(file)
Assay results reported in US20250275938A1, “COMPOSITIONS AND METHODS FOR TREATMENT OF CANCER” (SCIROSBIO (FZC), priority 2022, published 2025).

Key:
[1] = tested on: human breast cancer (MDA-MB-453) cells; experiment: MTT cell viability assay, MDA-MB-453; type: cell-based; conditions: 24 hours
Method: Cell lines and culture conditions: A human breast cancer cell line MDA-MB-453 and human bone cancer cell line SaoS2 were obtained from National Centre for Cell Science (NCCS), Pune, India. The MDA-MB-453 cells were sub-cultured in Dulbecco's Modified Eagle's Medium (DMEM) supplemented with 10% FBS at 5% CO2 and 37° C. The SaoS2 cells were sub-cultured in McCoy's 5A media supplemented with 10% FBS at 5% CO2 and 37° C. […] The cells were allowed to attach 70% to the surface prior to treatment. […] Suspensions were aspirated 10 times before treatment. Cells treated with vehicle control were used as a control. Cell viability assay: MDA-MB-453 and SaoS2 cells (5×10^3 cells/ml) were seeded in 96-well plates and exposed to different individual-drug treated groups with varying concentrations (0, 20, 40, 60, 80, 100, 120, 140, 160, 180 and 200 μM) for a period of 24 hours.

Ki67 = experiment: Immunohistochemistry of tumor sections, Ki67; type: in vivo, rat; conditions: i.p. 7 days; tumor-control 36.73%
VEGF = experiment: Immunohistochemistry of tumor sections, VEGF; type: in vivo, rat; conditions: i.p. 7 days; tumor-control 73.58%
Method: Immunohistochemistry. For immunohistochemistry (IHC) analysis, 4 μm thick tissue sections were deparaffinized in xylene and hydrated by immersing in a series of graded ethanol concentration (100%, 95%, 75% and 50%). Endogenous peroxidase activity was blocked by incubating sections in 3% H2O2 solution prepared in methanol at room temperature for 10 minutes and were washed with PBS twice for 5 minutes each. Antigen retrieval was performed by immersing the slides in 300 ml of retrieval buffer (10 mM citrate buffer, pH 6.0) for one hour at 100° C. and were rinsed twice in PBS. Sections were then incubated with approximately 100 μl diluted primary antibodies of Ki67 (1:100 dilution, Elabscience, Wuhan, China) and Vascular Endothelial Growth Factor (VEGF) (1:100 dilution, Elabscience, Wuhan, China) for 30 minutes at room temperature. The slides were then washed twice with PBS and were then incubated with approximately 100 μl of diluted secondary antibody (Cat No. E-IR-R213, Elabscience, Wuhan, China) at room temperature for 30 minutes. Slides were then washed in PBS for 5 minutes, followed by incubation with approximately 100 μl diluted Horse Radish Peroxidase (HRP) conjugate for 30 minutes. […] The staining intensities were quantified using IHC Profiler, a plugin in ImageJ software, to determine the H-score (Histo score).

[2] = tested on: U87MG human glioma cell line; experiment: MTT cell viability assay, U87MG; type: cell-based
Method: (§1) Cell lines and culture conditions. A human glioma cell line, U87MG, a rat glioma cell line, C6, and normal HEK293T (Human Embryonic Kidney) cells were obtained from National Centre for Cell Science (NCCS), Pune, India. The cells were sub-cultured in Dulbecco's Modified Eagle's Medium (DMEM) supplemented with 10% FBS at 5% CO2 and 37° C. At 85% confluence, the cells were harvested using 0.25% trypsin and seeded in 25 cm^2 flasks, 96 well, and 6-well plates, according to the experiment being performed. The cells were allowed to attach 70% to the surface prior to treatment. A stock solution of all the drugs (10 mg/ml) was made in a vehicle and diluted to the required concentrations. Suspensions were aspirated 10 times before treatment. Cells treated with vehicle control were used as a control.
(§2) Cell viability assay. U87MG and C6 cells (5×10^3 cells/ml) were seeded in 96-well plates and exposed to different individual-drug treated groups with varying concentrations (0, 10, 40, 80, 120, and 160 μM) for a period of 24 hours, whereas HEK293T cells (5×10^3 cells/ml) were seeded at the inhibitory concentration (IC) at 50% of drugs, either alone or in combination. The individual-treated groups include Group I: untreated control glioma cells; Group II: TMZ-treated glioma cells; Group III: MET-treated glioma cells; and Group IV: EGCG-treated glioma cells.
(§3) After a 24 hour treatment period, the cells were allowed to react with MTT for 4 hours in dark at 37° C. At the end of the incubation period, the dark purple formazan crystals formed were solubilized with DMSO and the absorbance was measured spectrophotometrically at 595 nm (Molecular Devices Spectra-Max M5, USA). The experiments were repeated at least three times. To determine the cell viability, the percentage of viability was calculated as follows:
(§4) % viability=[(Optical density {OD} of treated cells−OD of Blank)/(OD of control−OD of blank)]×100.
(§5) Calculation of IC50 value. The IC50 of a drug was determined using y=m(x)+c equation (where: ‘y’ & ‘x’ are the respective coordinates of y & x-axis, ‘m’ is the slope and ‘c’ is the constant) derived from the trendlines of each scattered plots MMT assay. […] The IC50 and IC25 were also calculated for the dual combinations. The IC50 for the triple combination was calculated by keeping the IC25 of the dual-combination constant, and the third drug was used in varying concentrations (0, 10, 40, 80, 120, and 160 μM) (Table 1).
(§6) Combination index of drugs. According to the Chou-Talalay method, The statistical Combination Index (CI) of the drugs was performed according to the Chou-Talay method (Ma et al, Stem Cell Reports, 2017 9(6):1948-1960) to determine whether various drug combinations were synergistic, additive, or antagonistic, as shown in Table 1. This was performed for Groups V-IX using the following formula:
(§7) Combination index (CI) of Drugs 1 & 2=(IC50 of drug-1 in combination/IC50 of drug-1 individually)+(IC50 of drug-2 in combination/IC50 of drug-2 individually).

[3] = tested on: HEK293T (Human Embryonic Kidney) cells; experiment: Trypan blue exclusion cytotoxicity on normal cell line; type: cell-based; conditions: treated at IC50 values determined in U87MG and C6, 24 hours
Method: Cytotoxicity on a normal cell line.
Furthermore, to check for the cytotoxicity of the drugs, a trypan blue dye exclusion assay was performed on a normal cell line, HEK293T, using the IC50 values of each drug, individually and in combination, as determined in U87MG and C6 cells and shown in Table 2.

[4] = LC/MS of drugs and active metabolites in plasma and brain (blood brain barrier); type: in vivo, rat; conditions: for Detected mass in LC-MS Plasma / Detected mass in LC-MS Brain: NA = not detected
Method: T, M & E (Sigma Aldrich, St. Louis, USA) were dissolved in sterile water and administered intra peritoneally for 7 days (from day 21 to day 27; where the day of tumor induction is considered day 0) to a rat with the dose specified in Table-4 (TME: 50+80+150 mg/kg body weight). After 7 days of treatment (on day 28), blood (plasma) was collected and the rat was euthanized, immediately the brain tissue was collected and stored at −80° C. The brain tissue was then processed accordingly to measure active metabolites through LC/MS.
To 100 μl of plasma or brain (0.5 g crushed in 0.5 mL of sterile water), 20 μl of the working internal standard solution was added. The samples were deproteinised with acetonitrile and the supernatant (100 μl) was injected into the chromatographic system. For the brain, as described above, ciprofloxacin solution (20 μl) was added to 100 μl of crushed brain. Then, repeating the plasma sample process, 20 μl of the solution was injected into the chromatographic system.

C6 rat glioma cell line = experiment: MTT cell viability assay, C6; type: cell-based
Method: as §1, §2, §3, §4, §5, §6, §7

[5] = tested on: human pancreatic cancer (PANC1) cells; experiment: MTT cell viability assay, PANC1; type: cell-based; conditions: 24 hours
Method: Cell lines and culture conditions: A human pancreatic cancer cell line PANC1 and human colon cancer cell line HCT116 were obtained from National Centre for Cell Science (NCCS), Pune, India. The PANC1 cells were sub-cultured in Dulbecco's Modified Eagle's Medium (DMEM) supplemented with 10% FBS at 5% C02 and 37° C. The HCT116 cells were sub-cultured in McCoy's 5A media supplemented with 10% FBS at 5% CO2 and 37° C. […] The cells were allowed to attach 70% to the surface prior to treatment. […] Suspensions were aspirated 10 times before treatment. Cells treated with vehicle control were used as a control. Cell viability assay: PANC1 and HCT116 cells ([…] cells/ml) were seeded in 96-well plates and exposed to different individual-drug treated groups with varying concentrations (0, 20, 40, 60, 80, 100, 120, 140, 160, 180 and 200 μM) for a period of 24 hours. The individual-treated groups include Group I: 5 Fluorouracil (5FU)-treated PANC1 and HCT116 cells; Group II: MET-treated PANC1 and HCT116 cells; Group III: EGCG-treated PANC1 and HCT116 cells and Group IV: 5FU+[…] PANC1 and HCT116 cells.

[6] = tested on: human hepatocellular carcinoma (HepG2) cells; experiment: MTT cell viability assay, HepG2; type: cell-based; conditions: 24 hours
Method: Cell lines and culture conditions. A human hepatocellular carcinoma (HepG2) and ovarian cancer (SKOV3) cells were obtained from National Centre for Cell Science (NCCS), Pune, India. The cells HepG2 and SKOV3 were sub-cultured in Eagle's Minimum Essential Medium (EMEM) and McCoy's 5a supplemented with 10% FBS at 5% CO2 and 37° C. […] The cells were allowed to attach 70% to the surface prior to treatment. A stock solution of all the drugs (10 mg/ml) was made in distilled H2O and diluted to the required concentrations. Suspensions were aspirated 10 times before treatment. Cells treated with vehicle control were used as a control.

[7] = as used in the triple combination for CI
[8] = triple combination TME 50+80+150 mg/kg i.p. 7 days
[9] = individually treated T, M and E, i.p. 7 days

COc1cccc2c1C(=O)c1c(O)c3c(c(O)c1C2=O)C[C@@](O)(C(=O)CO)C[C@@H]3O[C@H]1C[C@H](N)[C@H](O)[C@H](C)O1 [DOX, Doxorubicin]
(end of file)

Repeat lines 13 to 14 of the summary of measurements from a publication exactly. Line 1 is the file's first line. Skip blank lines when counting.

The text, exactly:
(§5) Calculation of IC50 value. The IC50 of a drug was determined using y=m(x)+c equation (where: ‘y’ & ‘x’ are the respective coordinates of y & x-axis, ‘m’ is the slope and ‘c’ is the constant) derived from the trendlines of each scattered plots MMT assay. […] The IC50 and IC25 were also calculated for the dual combinations. The IC50 for the triple combination was calculated by keeping the IC25 of the dual-combination constant, and the third drug was used in varying concentrations (0, 10, 40, 80, 120, and 160 μM) (Table 1).
(§6) Combination index of drugs. According to the Chou-Talalay method, The statistical Combination Index (CI) of the drugs was performed according to the Chou-Talay method (Ma et al, Stem Cell Reports, 2017 9(6):1948-1960) to determine whether various drug combinations were synergistic, additive, or antagonistic, as shown in Table 1. This was performed for Groups V-IX using the following formula: